State of the art
Modern research on rehabilitation robotics are exploring various ways to cope with the interaction between robots and humans. One of these ways is to avoid forcing the human’s movement to a predefined trajectory, and to permit the human the complete control of the device at any moment. Hence, the robot should detect the user’s movement intention and react accordingly to assist the movement. New techniques are being developped, which can be through hardware adaptations, e.g. elastic elements between the actuators of the device and the human (Series Elastic Elements, SEE), or by a high level control using adaptive oscillators. The latter is able to synchronize to the human’s movement and to estimate the movements parameters (e.g. position, velocity, and acceleration). In consequence, the device can estimate the necessary torque/force to perform the movement and assists the human by a fraction of this torque.
Content of the project
This project is the continuation of the previous work carried out by F. A. Delaloye, who designed the mechanical setup used during this semester project. The goals of this project were defined similar to the structure of this report and were very multifarious going from mechanical design to high level control and some experiments with healthy humans:
- Finalization of the mechanical design of the actual setup (Chap. 2)
- Designing a new, flexible harware setup including several safety improvements (Chap. 2)
- Finalization of the electronics (Chap. 3)
- Finalization of the low level control (Chap. 4)
- Establishment of the communication between the Maxon EPOS and MATLAB (Chap. 5)
- Creating an easy to use library in MATLAB and Simulink with functions / blocks (Chap. 5)
- Assistance using an adaptive oscillator and an inverse dynamical model for torque estimation (Chap. 5)
- Setting up an experimental protocol (Chap. 6)
- Performing experiments with healthy people and analyzing the results (Chap. 6)
- Writing a publication on the experimental results for the ICORR 2011 taking place in Zurich, Switzerland (corresponds to Chap. 6)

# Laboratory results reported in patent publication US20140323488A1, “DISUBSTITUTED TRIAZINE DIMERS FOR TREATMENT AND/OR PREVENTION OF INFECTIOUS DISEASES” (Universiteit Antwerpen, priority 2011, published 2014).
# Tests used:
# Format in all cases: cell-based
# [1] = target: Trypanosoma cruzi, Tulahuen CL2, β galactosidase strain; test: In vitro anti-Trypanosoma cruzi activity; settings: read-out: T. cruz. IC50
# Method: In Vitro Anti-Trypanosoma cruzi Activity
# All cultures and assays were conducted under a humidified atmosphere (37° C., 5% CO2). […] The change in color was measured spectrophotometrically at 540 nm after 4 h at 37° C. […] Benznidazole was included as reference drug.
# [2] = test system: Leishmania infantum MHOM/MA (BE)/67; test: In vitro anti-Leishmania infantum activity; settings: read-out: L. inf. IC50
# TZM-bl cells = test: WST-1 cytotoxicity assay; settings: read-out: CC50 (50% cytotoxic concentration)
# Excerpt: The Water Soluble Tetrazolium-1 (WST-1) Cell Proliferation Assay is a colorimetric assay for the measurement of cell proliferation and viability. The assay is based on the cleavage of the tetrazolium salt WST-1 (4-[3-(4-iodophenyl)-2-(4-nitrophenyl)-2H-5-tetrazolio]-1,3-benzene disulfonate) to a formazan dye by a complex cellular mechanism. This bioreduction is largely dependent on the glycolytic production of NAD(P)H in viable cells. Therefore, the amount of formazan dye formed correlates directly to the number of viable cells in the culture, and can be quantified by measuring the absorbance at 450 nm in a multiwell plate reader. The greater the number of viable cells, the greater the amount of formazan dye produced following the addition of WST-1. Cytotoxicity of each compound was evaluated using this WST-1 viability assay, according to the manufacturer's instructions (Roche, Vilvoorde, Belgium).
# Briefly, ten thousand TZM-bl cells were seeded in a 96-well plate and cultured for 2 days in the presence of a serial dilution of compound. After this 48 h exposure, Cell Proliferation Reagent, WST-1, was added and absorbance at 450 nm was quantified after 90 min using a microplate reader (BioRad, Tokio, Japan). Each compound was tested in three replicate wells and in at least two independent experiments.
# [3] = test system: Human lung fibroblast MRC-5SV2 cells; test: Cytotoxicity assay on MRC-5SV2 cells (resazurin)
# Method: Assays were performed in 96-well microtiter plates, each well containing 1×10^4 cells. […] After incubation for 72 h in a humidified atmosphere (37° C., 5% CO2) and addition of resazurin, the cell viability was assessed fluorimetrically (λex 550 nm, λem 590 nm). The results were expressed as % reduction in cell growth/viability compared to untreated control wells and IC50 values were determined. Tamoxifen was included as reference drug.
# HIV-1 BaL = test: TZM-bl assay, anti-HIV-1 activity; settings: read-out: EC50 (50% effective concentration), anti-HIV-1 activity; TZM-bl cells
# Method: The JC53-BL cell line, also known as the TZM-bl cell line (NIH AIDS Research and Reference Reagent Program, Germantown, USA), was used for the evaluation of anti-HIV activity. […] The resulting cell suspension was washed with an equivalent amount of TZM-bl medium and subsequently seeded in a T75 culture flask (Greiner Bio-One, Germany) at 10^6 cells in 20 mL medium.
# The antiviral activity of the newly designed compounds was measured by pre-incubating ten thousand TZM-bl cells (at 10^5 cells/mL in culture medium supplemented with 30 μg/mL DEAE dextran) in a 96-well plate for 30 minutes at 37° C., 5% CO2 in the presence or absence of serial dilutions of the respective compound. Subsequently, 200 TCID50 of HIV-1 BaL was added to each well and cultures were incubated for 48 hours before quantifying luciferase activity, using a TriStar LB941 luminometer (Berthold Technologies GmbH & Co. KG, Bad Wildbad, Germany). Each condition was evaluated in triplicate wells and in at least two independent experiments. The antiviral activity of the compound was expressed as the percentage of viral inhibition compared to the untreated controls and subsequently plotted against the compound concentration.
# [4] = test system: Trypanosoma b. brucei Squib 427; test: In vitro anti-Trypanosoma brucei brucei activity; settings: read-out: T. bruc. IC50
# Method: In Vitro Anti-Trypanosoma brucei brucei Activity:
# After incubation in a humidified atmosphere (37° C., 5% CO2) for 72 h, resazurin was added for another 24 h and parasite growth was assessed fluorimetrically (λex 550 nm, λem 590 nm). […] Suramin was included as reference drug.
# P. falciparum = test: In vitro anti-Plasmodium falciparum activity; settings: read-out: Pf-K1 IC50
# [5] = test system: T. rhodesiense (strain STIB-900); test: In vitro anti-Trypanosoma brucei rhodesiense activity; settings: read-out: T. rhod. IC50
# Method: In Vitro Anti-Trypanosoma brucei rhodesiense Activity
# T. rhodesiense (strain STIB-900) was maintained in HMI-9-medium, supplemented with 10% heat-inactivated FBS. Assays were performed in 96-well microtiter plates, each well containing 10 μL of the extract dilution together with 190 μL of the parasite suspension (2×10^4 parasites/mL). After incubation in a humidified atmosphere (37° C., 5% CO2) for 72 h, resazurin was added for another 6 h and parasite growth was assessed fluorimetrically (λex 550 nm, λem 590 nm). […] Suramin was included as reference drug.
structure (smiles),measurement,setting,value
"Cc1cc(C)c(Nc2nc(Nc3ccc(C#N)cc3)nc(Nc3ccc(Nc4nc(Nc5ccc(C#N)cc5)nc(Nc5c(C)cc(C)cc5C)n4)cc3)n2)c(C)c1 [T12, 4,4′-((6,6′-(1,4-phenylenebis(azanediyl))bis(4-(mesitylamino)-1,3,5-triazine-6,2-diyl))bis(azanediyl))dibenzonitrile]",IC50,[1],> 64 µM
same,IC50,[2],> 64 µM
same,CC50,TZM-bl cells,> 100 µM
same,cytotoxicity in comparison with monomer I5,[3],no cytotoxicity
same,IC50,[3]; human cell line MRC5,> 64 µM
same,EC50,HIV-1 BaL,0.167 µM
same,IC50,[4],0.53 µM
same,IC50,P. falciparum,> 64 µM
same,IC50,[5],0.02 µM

Note: Chapter 5 is thought as an introducing guide about the sofware libraries and its functionalities for new students continuing this project.
I would be very pleased if I was contacted by the new student at the begining of his/her project in order to arrange a small meeting to discuss my work and to give some personal explanations.
If there are any questions about the new mechanical design or the software, please feel free to contact me by email (mikedomenik.rinderknecht at epfl.ch).
M. D. Rinderknecht, F. A. Delaloye, A. Crespi, R. Ronsse and A. J. Ijspeert, “Assistance using adaptive oscillators: Sensitivity analysis on the resonance frequency”, in Proc. International Conference on Rehabilitation Robotics, Zurich, Switzerland, June 2011. [SUBMITTED]
This paper provides a robustness analysis of the method we recently developed for rhythmic movement assistance using adaptive oscillators. An adaptive oscillator is a mathematical tool capable of extracting high-level features (i.e. amplitude, frequency, offset) of a quasi-sinusoidal measured movement, a rhythmic flexion-extension of the elbow in this case. By the use of a simple inverse dynamical model, the system can predict the torque produced by a human participant, such that a fraction of this estimated torque is fed back through a series elastic actuator to provide movement assistance. This paper objectives are twofold. First, we introduce a new 1 DOF assistive device developed in our lab. Second, we derive model-based predictions and conduct experimental validations to measure the variations in movement frequency as a function of the open parameters of the inverse dynamical model. As such, the paper provides an estimation of the robustness of our method due to model approximations. As main result, the paper reveals that the movement frequency is particularly robust to errors in the estimation of the damping coefficient. This is of high interest for the applicability of our approach, this parameter being in general the most difficult to quantify.